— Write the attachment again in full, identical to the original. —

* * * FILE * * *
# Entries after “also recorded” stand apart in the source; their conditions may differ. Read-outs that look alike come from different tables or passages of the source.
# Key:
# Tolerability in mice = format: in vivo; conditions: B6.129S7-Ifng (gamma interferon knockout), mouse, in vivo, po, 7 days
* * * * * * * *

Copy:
# Entries after “also recorded” stand apart in the source; their conditions may differ. Read-outs that look alike come from different tables or passages of the source.
# Key:
# Tolerability in mice = format: in vivo; conditions: B6.129S7-Ifng (gamma interferon knockout), mouse, in vivo, po, 7 days